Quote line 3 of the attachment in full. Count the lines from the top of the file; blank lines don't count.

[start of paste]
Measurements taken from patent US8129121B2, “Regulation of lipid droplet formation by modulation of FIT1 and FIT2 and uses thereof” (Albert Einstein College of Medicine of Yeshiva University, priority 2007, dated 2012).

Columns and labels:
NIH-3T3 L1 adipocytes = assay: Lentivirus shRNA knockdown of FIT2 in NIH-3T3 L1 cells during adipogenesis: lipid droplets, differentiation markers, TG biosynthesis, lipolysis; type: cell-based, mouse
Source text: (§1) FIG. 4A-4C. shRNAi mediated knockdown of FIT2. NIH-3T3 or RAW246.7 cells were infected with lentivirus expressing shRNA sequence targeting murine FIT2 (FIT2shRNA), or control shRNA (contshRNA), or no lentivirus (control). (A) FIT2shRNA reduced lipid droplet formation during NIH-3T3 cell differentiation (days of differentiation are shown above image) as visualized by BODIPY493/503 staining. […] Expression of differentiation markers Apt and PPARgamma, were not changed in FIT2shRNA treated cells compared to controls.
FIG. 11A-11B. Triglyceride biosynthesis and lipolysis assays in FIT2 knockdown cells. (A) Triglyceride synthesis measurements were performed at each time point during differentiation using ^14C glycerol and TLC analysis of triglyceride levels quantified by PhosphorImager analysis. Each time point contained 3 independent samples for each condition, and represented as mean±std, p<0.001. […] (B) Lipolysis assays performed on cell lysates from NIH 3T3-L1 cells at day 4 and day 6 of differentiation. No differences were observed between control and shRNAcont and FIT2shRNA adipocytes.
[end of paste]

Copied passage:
NIH-3T3 L1 adipocytes = assay: Lentivirus shRNA knockdown of FIT2 in NIH-3T3 L1 cells during adipogenesis: lipid droplets, differentiation markers, TG biosynthesis, lipolysis; type: cell-based, mouse